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Behind the Blueprints: First Place Begins & Ends with Community

At first glance, First Place is like any other building—it has a blueprint and the basic building blocks that make up a structure, with rooms and places for activities. Sitting empty, you could walk through the halls and imagine many things happening here.

But then a magic ingredient is added—community.

 Over the course of the First Place blog and stories, we’ll be sharing a lot of those magic ingredients. Community is just the first of many essentials that take First Place and sets it apart, gives it power, and helps it become a place that empowers. But, for now, community is a great place to start, because when it comes to First Place, community is at its heart.

The idea of community can take on many meanings, and for First Place, there are quite a few. First, there is the physical—where is this community? First Place is located in the heart of Greater Phoenix, the 6th largest metropolitan area in the U.S. A transit-oriented development, First Place is leveraging the benefits of a supportive urban area, connecting residents to jobs, friends, lifelong education, the arts, recreation and other aspects of a community.

However, beyond those things that you see when you walk out the door, First Place is a development that brings together the essential intangibles of community, like learning about your neighbor, making friends, forming memories and creating a true sense of home, purpose and belonging—socially as well as physically.

The Goals of First Place:

1) Create an internationally recognized development with a mix of residential options that serves as home for individuals with autism and other special abilities.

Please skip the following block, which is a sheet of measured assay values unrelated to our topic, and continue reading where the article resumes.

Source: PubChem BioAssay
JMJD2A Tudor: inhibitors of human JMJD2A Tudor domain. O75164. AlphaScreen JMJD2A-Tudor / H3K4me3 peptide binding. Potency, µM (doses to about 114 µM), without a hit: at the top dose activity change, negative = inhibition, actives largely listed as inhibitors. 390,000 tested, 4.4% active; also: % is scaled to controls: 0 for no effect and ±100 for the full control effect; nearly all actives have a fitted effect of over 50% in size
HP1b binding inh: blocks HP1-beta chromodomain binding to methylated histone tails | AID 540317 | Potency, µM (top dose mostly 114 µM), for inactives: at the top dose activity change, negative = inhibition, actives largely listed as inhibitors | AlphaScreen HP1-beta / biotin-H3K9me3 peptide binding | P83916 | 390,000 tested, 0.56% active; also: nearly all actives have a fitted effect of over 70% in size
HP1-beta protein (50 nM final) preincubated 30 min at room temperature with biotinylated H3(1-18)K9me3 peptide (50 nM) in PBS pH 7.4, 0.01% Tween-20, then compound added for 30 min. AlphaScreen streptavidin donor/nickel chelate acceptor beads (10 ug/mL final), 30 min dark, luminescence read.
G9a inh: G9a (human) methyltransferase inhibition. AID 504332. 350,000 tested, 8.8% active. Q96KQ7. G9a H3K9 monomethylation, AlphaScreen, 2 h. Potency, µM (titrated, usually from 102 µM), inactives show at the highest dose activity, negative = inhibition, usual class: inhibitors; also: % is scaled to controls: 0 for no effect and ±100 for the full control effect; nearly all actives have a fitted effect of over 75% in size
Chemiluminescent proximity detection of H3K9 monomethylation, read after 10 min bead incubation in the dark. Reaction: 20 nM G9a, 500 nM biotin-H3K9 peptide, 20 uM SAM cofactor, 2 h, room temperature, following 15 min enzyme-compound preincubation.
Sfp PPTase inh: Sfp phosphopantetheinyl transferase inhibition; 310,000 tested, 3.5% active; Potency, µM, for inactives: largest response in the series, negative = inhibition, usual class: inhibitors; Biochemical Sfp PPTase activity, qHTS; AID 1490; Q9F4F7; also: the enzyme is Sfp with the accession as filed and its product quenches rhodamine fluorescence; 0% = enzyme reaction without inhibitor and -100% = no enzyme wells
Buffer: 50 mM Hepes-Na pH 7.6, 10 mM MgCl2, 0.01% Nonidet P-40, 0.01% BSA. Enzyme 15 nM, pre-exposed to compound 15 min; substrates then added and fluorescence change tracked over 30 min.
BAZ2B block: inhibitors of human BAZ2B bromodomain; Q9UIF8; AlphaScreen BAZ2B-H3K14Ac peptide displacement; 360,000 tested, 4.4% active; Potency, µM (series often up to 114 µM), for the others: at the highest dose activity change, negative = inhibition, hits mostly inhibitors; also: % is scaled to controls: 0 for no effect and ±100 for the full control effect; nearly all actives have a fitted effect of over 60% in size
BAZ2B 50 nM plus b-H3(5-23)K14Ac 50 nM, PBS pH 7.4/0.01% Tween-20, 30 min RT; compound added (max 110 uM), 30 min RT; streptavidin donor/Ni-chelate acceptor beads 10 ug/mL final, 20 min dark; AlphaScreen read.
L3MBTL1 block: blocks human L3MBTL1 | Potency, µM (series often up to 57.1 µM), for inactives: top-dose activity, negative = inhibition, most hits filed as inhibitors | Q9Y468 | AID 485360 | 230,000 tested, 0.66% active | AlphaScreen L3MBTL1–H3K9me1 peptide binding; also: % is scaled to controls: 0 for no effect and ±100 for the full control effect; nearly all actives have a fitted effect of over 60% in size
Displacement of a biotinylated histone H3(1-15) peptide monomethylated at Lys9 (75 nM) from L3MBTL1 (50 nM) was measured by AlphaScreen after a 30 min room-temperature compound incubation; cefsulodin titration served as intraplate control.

a. Develop the First Place Apartments, a 50-unit property of studio, one- and two-bedroom units, that is community connected, transit-oriented and sustained by a suite of amenities, supportive services and sound business principles.

b. Establish the First Place Academy, a two-year residential learning opportunity for 32 students who are transitioning to more independent living and who reside at First Place in year one, and off-campus in year two.

2) Demonstrate success of residents and students through quality of life indicators including health and safety, joy and fulfillment, community engagement and productivity, greater self-sufficiency and independence, and peace of mind for their families.

a. Establish results-oriented, well-documented transition programs for First Place residents and Academy graduates.

b. Collaborate with the Southwest Autism Research & Resource Center (SARRC) and other local and national research partners to conduct longitudinal studies.

c. Demonstrate success of “Resident Fellow” program focused on promising outcomes for graduate students and medical residents and what it means to be a good neighbor.

3) Serve as a site for education, training and thought leadership focused on expanding quality housing options.

a. Represented by a faculty of luminaries from across the country, the First Place Leadership Institute is set to focus on pressing concerns for differently abled individuals at both the local and national levels.

b. Create a location and platform for geographically and programmatically diverse organizations united in their mission of creating more housing choices for individuals with autism and other special abilities.

4) Empower advancements in public policy to support new models based on positive outcomes; respected, evidence-based research; and sound financial frameworks, facilitating the scalability of similar future developments.

a. Advance discussions for national standards of support and clinically informed policy.

b. Research and analyze public policy; coordinate and collaborate with local and national advocates.

c. Develop and host sought after international “Think Tanks” with First Place faculty and other thought leaders.

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